NAIROBI, Kenya Sep 14 – Two witness in the Solai dam case have revealed that negligence could have led to the tragedy that occurred in May 2018 and claimed 48 lives.
The prosecution’s first witness, a 56-year-old man who was a security officer at the Solai farm for 15 years, told a Nakuru court on Tuesday that reported two leakages on lower side of the dam to his supervisor.
The second witness, also a guard, corroborated the account he had noticed a crack from top to bottom of dam’s wall and that the walls were shaky. He guard who had worked at the farm for four years said he reported the same to his supervisor.
The witness accounts unfolded during a court session held at the expansive farm owned by Perry Manusukh under the stewardship of Senior Principal Magistrate Lucy Njora.
The hearing of a case against proprietors of the Solai farm resumed in Nakuru County after three-year delay triggered by failure of the prosecution to appear in court.
Manusukh and eight others were charged with 48 counts of manslaughter and failing to prepare an environmental impact assessment report.
Previously, the Naivasha court blamed the Public Prosecutor for the delayed hearing faulting the prosecutor office of seeking frequent adjournments.
Also charged in the case was the farm’s General Manager Vinoj Jaya Kumar and Nakuru County Water Director Johnson Kamau Njuguna.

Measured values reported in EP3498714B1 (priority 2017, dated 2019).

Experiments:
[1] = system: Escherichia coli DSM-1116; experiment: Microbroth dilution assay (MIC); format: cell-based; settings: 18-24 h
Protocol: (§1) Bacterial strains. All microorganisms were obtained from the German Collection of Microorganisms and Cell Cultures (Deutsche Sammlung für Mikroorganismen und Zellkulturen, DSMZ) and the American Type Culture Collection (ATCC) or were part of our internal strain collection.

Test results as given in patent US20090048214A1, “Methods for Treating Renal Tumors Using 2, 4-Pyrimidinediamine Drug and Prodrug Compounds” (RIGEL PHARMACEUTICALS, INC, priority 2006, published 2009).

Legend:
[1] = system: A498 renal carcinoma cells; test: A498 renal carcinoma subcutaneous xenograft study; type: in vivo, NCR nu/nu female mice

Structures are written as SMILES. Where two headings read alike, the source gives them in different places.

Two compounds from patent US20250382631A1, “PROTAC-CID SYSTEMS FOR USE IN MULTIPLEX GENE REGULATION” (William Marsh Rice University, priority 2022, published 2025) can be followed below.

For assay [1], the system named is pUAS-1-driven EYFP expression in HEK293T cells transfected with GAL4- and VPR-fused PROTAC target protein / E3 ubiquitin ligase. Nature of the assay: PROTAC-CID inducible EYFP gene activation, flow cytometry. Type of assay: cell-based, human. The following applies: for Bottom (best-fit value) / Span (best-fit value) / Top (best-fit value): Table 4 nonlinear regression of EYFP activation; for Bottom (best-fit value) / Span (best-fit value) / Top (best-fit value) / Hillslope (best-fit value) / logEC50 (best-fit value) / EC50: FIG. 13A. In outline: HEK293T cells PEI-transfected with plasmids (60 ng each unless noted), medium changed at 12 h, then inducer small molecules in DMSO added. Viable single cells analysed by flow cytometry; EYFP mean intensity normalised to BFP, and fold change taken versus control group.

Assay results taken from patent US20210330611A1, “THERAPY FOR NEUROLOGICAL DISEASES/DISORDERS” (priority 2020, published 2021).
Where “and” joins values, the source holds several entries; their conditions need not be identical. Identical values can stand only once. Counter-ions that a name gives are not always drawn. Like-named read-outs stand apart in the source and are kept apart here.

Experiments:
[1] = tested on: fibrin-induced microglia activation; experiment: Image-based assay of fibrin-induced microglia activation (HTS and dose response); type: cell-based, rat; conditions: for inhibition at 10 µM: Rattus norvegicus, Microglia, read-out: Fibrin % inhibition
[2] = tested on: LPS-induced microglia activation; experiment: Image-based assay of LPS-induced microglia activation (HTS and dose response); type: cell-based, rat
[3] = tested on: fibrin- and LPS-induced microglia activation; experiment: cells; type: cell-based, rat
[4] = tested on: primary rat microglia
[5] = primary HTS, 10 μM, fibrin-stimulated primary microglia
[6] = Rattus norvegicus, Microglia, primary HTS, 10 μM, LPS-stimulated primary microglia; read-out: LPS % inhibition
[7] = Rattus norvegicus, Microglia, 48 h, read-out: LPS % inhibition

Others were Water Resources Authority and National Environment Management Authority officers Luka Kipyegen, Winnie Muthoni, Jacinta Were, Tomkin Odo Odhiambo, Willie Omondi and Lynette Cheruiyot.
In February 2021, four suspects in the case lost their bid to halt their trial at the magistrate’s court after the Court of Appeal dismissed their application.
Justices William Ouko, Wanjiru Karanja and Martha Koome dismissed their application for stay, ruling that it failed to meet the threshold set in law.
The court noted that there were six other persons charged alongside the four before court who had not appealed.
It was the court’s view that if the criminal trial was stayed, the right of the other accused persons to a speedy trial would be compromised.
An investigation by Kenya Human Rights Commission (KHRC) found the Solai dam management culpable of causing the deaths of 48 people after the dam burst its embankments amid heavy rains on May 9, 2018.
The report by the human right organization also cited negligence from the National Environmental Management Authority (NEMA) and Water Resources Management Authority (WARMA).
“Blatant lack of compliance by Patel Coffee Limited and negligence by officials of the National Environmental Management Authority (NEMA) and Water Resources Management Authority (WARMA). For its NEMA and WARMA officials who are responsible for overseeing environmental and water resource management,” read the report.
A separate investigation conducted by a Senate Committee Chaired by Senator Mutula Kilonzo Jnr found Perry Mansukh Kansagara, the owner of the Patel Dam, culpable for the tragedy, recommending that he be forced to compensate the affected families.
The Select Committee noted that the Solai dam management caused the tragedy by irregularly diverting river sources in Solai into his dams.
According to the committee, the redirection of the river sources into the private dam is what caused it to break its banks flooding Energy Village in Nakuru’s Solai and leaving in its path a trail of destruction and dozens of deaths .